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Climate Change -Notes, Question UPSC

Table of contents

  • The concept of Climate change in geography
  • "Climate Change is a reality". explain with suitable examples. ( UPSC 2017)
  • Discuss the impact of climate change on developing countries. ( UPPSC 2019)

The concept of Climate change in geography:

Climate change refers to significant and long-term changes in Earth's average weather patterns and overall climate conditions.

Whether climate change is happening or not, we get to know from the changes in temperature, rainfall, and wind patterns.

Presently, our mother earth is facing the problems of climate change due to global warming due to high emission of greenhouse gases. Today, due to climate change, the sea level is rising and the global temperature is rising continuously. Sometimes too much heat, somewhere too cold, sometimes too much rain, and sometimes drought, all these are symptoms of climate change.

The following are the major aspects of the study of climate change in geography:

Human Environment Interaction:

In geography, we study climate change to find out how human activities, such as greenhouse gas emissions and land use change, contribute to climate change. They also examine how climate change affects human societies and economies.

Effect of Climate Change on Physical Geography:

In geography, we study climate change to find out how climate change affects physical geography elements such as glaciers, rivers, and coastlines. Geographers study how melting ice, changed river flows and rising sea levels affect landscapes.

Impact of Climate Change on Ecosystems and Biodiversity:

Climate change affects ecosystems and biodiversity. Geographers examine changes in vegetation zones, species migrations, and biodiversity loss due to changing climates.

Mitigation and Adaptation Strategies:

Geographers are involved in assessing strategies for mitigating climate change, such as the adoption of renewable energy, reforestation, and sustainable urban planning.

Geographers use geographic information systems (GIS) and remote sensing techniques to collect and analyze climate-related data, helping to visualize and understand the spatial aspects of climate change.

Geography looks at climate change on a global and local scale. It considers both broad trends and local impacts on communities and the environment.

In summary, geography plays an important role in studying climate change by providing insight into its spatial distribution, impacts, and interactions with human and natural systems. Geographers contribute to understanding the complex and multidimensional nature of climate change, which is important for informed decision-making and sustainable development planning.


"Climate Change is a reality". explain with suitable examples.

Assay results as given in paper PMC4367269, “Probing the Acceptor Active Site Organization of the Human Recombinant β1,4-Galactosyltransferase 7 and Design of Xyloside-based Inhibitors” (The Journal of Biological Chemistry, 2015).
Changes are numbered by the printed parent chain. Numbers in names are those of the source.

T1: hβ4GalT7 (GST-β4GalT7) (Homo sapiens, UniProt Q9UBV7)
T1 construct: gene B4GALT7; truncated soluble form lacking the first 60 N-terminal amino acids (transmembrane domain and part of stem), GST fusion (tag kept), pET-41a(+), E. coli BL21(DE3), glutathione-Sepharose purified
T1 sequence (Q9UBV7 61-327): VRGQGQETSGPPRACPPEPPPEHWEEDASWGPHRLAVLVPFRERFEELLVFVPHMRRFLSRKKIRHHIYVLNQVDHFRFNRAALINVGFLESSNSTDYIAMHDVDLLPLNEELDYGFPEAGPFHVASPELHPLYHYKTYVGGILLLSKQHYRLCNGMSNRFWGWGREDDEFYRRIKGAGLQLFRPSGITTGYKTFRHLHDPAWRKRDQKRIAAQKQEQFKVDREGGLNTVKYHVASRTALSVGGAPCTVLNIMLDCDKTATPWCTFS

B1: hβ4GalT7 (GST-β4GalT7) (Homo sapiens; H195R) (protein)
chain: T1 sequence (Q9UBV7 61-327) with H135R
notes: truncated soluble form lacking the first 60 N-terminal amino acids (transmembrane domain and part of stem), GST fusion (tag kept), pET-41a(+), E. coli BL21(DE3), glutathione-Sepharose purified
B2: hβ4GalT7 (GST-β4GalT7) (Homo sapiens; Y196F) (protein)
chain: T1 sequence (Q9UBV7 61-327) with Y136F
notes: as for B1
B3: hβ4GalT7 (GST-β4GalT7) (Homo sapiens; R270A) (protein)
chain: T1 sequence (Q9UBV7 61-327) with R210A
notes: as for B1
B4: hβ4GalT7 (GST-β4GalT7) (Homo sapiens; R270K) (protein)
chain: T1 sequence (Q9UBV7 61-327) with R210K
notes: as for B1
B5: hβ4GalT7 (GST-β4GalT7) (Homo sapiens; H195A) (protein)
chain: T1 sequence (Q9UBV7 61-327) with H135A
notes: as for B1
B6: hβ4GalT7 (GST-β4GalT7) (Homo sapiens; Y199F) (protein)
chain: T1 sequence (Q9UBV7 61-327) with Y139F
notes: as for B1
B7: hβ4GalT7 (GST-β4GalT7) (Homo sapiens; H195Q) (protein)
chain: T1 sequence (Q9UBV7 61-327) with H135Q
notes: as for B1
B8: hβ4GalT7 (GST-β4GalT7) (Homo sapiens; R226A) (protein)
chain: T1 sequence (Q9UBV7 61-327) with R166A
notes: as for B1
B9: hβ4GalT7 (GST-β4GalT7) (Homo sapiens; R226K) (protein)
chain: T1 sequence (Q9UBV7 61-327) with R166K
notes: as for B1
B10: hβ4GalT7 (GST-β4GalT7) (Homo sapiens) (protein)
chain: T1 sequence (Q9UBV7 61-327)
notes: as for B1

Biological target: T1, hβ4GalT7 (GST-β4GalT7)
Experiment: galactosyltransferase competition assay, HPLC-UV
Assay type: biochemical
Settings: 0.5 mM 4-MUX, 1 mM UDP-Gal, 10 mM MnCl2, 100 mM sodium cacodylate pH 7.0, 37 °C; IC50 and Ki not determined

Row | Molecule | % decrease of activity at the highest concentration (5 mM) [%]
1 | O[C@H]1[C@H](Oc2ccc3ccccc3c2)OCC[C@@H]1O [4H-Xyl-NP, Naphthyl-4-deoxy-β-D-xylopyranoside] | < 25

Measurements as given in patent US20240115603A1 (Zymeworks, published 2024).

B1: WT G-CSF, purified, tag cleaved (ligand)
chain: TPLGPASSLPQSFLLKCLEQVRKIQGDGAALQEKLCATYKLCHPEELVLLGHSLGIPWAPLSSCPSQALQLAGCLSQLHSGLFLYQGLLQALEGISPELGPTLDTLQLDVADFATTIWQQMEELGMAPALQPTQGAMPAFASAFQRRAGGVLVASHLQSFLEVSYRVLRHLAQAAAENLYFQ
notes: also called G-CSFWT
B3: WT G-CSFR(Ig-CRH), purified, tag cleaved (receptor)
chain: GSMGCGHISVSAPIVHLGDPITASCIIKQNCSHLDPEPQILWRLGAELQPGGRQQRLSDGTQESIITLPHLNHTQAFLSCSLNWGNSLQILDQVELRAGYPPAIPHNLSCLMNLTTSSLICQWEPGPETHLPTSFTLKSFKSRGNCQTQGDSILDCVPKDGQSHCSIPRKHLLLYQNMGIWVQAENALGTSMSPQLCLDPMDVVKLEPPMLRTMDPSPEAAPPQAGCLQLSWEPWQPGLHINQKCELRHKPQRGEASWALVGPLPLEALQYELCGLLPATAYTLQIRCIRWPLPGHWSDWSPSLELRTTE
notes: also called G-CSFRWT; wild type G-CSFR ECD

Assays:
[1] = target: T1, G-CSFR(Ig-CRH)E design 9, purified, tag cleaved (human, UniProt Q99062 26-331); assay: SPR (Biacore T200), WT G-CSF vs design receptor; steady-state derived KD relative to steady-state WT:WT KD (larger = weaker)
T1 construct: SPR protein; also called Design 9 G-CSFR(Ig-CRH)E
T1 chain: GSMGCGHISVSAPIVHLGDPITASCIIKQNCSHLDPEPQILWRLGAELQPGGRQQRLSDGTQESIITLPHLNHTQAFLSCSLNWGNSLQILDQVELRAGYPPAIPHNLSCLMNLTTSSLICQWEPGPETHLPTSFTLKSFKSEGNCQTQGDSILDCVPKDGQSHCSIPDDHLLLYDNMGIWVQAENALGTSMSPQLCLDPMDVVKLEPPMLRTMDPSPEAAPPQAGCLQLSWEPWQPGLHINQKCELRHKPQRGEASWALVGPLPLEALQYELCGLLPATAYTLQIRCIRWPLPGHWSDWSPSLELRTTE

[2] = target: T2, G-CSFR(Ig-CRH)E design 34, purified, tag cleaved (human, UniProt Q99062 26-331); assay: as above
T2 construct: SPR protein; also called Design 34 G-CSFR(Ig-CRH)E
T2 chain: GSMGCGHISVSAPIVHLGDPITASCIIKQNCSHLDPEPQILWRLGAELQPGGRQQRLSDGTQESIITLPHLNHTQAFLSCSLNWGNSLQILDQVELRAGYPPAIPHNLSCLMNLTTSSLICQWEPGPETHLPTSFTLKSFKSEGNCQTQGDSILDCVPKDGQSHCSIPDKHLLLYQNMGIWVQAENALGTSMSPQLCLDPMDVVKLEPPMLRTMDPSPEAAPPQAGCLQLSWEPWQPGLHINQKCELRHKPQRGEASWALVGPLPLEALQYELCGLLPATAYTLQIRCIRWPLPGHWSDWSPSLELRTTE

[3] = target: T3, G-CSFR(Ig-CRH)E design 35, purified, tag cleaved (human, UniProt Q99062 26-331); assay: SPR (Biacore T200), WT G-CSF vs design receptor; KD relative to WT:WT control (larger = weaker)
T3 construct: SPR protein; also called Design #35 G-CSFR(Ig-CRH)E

( UPSC 2017)


Climate change is real and indeed a well-established and scientifically supported reality. 

Climate change refers to long-term shifts in Earth's climate patterns, primarily driven by human activities, including the burning of fossil fuels, deforestation, and industrial processes. 

Here are some suitable examples illustrating the reality of climate change:

Rising Global Temperatures: 

Average global temperatures have been steadily rising over the past century due to increased greenhouse gas emissions. The Intergovernmental Panel on Climate Change (IPCC) reports that the last few decades have been the warmest. For instance, 2020 and 2016 as the warmest years ever recorded.

Melting Polar Ice and Glaciers:

Climate change has led to the rapid melting of polar ice caps and glaciers. The Arctic, for example, has seen a significant reduction in sea ice extent, impacting the region's ecosystems and contributing to rising sea levels.

Sea Level Rise: 

As the mother earth warms, thermal expansion and the melting of ice contribute to rising sea levels. Coastal cities worldwide are experiencing increased flooding and erosion. For instance, many islands like Maldives and Lakshadweep face more frequent and severe coastal inundations.

Extreme Weather Events: 

Climate change has been linked to an increase in extreme weather events such as cyclones, hurricanes, droughts, wildfires, and heavy rainfall. For instance, the intensity and frequency of cyclones in the Bay of Bengal and Arabian Sea have been on the rise, causing significant damage and displacement of communities.

Changing Rainfall Patterns:

Climate change alters precipitation patterns, leading to more prolonged droughts in some regions and increased rainfall in others. For example, patterns and intensity of monsoon rainfall in India are changing very fast, as a result, India is facing both drought and flooding during the rainy season.

Ocean Acidification: 

Increased carbon dioxide levels in the atmosphere are not only warming the planet but also leading to ocean acidification. This harms marine ecosystems, particularly coral reefs, and shellfish populations.